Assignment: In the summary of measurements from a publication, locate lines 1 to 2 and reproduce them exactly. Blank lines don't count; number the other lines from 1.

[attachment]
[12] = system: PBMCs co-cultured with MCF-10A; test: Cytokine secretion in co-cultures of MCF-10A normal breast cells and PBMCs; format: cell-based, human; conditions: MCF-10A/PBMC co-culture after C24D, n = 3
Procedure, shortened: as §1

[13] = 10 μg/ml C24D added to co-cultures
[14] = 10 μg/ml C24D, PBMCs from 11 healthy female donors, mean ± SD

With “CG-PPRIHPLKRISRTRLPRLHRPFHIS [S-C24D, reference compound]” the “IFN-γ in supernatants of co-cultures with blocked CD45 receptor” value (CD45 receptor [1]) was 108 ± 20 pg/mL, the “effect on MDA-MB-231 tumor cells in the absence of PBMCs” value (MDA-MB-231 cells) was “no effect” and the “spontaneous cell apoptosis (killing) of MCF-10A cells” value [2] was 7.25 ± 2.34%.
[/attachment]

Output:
[12] = system: PBMCs co-cultured with MCF-10A; test: Cytokine secretion in co-cultures of MCF-10A normal breast cells and PBMCs; format: cell-based, human; conditions: MCF-10A/PBMC co-culture after C24D, n = 3
Procedure, shortened: as §1